The Change: Women, Aging and the Menopause

The Change: Women, Aging and the Menopause

by Germaine Greer, Greer
     
 

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"A brilliant, gutsy, exhilarating, exasperating fury of a book."
THE NEW YORK TIMES BOOK REVIEW
In this compulsively readable, fascinating account of menopause, renowned feminist and author Germaine Greer gives us so much more than the medical facts. She has gone back into history, read textbooks, explored novels and poems, and has written a wholly

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"A brilliant, gutsy, exhilarating, exasperating fury of a book."
THE NEW YORK TIMES BOOK REVIEW
In this compulsively readable, fascinating account of menopause, renowned feminist and author Germaine Greer gives us so much more than the medical facts. She has gone back into history, read textbooks, explored novels and poems, and has written a wholly extraordinary account of women and their changes in life.

Editorial Reviews

Publishers Weekly - Publisher's Weekly
Menopause, Greer believes, should be a time of stock-taking, of spiritual as well as physical change, when the middle-aged woman, rejecting the roles held out by patriarchal society, attains a mature serenity and power. In a wise, witty and inspiring book, she rebukes doctors, psychiatrists--and women themselves--who blame the aging female for her menopausal distress. Skeptical of hormone replacement therapy, which she views as a boon to the pharmaceutical industry, Greer asserts that the ``climacteric syndrome,'' marked by depression, fatigue and irritability, is treatable by holistic medicine. Tweaking ``hardy perennials'' like Joan Collins and Helen Gurley Brown who, in Greer's opinion, refuse to grow old gracefully, she urges women to devise their own private ways of marking the menopause and puts forth the Witch and the Crone of history and literature as role models. Greer dispels all manner of myths and misconceptions about menopause. 50,000 first printing; Literary Guild alternate. (Oct.)
Library Journal
Greer ( The Female Eunuch , LJ 4/14/71; Daddy, We Hardly Knew You , LJ 1/90) turns the clear light of her ferocious intelligence on what she calls ``the undescribed experience,'' the female climacteric--menopause. She has read everything : medical treatises, herbaries, historical letters, the few literary works that treat this universal aspect of female experience. At last, she says, women get to decide: Whether they wish to spend the second half of their lives in a ghastly re-creation of culturally approved youth, or whether menopause ``marks the end of apologizing'' and the beginning of a search for deep joy for and in oneself. She notes that the pitifully small amount of research done does not yet indicate the real causes for menopausal distress such as hot flashes, nor does it untangle the symptoms of plain aging from the cessation of monthly periods. She decries the lack of role models for the aging woman but does find us a few: the courtesan Ninon de Lenclos, whose intelligence charmed male and female alike into her advanced age; Karen Blixen (Isak Dinesen), who wielded her old woman's power into lapidary prose; Jane Digby El Mezrab, who at 47 enchanted a sheik, who rode by her side for 30 more years. Not the least of models is Greer herself, whose fine and hard-edged voice makes life after the cessation of childbearing sound, if difficult and harrowing, also joyful and rich in reward. Far superior to Gail Sheehy's The Silent Passage ( LJ 4/1/92), this is highly recommended for all collections. Previewed in Prepub Alert, LJ 5/1/92.-- GraceAnne A. DeCandido, ``School Library Journal''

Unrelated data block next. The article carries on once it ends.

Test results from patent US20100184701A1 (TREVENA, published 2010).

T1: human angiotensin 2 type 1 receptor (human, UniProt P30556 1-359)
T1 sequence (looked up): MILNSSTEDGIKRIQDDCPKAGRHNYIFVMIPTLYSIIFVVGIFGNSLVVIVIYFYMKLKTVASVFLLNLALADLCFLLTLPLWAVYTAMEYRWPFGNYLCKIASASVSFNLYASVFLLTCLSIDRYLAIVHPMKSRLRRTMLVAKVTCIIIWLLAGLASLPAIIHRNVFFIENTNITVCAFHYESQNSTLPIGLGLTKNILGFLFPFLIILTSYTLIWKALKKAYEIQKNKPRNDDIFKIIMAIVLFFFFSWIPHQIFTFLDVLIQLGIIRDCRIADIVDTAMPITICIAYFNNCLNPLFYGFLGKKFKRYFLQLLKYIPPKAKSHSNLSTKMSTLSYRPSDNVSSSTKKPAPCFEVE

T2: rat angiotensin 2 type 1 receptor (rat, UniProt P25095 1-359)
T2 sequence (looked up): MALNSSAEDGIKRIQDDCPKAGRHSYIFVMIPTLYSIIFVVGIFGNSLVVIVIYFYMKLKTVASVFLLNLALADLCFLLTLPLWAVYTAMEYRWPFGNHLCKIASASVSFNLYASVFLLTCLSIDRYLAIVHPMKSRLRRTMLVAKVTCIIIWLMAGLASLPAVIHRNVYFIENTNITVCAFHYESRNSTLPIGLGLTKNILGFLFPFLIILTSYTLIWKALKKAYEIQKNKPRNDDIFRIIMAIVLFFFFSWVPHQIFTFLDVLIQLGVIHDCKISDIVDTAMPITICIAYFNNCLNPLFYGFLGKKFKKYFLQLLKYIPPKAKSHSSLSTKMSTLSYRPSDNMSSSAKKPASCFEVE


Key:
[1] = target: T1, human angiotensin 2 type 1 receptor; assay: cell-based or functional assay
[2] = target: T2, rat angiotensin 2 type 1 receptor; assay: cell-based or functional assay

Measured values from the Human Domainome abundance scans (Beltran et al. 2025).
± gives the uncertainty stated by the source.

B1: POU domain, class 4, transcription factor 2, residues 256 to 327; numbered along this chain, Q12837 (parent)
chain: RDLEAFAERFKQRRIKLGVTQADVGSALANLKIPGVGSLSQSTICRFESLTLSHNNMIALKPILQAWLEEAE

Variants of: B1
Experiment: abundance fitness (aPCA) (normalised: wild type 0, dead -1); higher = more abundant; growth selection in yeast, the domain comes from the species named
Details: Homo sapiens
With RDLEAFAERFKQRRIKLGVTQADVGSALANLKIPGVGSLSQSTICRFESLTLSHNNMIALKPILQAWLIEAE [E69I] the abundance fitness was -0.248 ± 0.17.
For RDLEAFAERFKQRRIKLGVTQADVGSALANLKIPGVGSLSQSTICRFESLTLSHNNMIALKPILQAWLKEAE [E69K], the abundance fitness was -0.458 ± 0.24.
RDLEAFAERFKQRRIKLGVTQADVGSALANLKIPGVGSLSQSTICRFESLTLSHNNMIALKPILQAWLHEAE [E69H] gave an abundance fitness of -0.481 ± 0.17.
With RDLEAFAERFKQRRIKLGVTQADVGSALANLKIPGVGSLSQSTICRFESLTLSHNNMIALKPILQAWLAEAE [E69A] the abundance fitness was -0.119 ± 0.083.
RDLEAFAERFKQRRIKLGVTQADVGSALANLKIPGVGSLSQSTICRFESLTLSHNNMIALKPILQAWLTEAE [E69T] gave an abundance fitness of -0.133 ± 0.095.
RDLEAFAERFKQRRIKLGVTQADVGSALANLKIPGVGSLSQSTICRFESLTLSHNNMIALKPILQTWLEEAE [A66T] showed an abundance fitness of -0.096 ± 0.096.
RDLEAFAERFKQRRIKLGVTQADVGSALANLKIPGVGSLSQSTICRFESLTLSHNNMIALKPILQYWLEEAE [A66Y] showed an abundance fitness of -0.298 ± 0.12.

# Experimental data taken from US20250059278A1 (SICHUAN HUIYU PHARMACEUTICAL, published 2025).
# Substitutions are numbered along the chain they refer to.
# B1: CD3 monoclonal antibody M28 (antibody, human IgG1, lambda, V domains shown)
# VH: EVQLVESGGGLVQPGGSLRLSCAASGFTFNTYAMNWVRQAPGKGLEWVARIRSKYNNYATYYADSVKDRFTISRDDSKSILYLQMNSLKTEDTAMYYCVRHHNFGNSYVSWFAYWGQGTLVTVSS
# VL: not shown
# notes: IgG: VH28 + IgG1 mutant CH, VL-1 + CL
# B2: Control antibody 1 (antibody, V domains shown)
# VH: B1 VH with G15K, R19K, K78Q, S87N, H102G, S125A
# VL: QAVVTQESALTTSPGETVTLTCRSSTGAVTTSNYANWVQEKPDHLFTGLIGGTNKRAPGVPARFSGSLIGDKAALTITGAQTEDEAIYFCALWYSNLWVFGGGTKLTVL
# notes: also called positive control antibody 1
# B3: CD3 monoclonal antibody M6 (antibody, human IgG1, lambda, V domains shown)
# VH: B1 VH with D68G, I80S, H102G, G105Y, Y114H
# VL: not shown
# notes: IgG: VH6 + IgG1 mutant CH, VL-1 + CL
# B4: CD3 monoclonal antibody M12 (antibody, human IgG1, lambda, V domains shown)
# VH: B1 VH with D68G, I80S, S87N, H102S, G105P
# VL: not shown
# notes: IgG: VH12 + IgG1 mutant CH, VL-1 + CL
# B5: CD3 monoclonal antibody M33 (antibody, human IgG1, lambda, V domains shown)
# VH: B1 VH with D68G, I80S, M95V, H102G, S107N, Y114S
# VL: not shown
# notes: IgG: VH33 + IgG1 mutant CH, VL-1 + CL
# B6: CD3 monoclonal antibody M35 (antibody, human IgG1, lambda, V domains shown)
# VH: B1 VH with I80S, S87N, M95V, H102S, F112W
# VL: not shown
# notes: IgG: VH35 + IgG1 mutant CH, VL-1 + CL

Kirkus Reviews
It may be that menopause saw Greer (Daddy, We Hardly Knew You, 1989, etc.) coming and quaked, for surely the subject will never be quite the same again. Women, contends Greer, need not feel helpless in the face of what she calls "the fifth climacteric" (the others are birth, menstruation, defloration, and childbirth). "The climacteric marks the end of apologizing," says Greer, and her book will give the committed reader the information she needs to begin to change into the author's ideal of a serene and powerful woman "climbing her own mountain, in search of her own horizon." Writing no mere paean to the glories of life over 50, Greer looks at menopause through history and literature, skewering the medical establishment—the "Masters of Menopause"—for its ignorance on the subject after so many centuries, and suggesting her own theories when others fall short (for instance, that menopausal symptoms may reflect too much estrogen, not too little). Differentiating between misery (self- pitying old women longing for their youth and sexuality) and legitimate grief (for the loss of the womb), Greer combs literature for positive images of older women, finding few in fiction—or real life. Even Colette and Simone de Beauvoir have little that is positive or optimistic to say about growing older. Mme. de Maintenon, mistress of Louis XIV, and actress Joan Collins, among others, do. Intensively researched, intelligently written, this erudite, literate work—a brilliant philosophical complement to Gail Sheehy's bestselling The Silent Passage (p. 381)—should inspire change in how we think about The Change.

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Product Details

ISBN-13:
9780449908532
Publisher:
Random House Publishing Group
Publication date:
08/28/1993
Pages:
422
Product dimensions:
5.50(w) x 8.50(h) x 1.00(d)

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